Not sure where to start writing your data management plan? Managing data in different disciplines can sometimes require very different strategies, standards, and considerations. Here are several examples of plans written across different disciplines to guide your own thinking.
Education and Human Resources
The NSF directorate lists several context-specific questions to consider when writing DMPs.
Health and Medical Science (Human Studies)
Physical Samples and Non-Digital Objects
Here are some questions to address in your DMP: 1) Are the samples already being stored by someone else? (e.g., Many DNA centers keep DNA samples indefinitely. Some samples may be in museum collections.) 2) Unambiguous identifiers for physical samples is important. Bar coding is a great option if available. 3) Photos can be a surrogate or to enhance the physical sample (e.g., colors fade in preserved fish). 4) Describe how the samples can be reused. (e.g., is destructive sampling allowed (DNA for instance always uses at least a little? Can the items be shipped or must the researcher be shipped (travel) to the sample?) 5) Do the samples degrade over time? If so, what's the lifespan of the objects. 6) If preserving/sharing samples is not possible, how will the researcher help others to replicate the sample?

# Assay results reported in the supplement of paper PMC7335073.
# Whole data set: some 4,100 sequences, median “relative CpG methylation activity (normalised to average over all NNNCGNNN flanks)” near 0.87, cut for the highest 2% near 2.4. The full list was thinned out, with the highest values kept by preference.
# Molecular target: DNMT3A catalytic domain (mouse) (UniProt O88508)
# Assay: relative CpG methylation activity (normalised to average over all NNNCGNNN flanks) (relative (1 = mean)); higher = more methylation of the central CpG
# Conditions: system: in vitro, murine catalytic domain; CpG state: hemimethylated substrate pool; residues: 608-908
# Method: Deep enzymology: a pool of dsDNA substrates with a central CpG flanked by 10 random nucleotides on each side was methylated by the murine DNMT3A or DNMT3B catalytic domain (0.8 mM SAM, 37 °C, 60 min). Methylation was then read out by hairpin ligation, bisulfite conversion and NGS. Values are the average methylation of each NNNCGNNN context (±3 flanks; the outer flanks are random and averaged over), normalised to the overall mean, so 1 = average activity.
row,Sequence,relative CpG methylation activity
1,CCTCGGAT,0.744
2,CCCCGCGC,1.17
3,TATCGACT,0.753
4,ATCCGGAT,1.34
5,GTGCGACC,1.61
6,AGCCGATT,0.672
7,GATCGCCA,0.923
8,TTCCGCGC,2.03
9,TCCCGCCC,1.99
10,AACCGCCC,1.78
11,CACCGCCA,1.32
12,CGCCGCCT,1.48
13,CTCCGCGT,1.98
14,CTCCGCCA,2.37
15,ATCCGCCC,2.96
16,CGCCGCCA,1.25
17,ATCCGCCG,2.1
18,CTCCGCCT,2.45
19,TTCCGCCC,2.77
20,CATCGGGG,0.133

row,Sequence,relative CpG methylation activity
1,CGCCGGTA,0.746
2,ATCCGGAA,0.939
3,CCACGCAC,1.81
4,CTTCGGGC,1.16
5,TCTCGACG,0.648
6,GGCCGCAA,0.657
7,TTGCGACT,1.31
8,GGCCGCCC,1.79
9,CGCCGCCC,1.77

Physical Sciences and Engineering
The following links provide data management plans written for a variety of physical sciences and engineering research projects:
- Fire Science.gov has the best template
- Mars Global Surveyor Science Data Management Plan (1995)
- NSF 04-004. Division of Ocean Sciences: Data and Sample Policy
- Division of Earth Sciences: Implementation of the NSF Data Sharing Policy (2002)
- Office of Polar Programs: Guidelines and Award Conditions for Scientific Data (1998)
- USGS National Climate Change and Wildlife Science Center
Social Sciences, Education and Survey Data
The following links provide suggested considerations when writing data management plans for research projects in the social sciences: